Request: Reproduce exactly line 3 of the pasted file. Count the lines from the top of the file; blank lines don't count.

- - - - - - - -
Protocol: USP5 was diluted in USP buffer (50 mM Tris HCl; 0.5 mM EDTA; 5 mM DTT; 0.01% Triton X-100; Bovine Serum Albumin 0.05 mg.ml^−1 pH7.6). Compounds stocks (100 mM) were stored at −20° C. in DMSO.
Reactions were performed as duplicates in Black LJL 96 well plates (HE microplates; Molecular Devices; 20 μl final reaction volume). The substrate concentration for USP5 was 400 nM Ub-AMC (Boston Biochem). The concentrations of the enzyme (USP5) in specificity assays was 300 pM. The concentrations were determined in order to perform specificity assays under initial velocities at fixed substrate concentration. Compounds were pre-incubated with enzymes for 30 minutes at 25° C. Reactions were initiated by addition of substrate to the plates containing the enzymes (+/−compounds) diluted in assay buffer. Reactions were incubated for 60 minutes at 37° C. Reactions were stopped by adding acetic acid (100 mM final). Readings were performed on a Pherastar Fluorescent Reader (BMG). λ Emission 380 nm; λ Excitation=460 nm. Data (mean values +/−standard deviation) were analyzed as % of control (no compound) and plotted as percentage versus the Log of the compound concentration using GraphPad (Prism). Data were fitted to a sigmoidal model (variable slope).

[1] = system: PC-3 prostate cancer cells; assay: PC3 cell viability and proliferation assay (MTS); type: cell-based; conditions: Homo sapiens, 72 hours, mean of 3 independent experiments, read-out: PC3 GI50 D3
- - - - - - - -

[1] = system: PC-3 prostate cancer cells; assay: PC3 cell viability and proliferation assay (MTS); type: cell-based; conditions: Homo sapiens, 72 hours, mean of 3 independent experiments, read-out: PC3 GI50 D3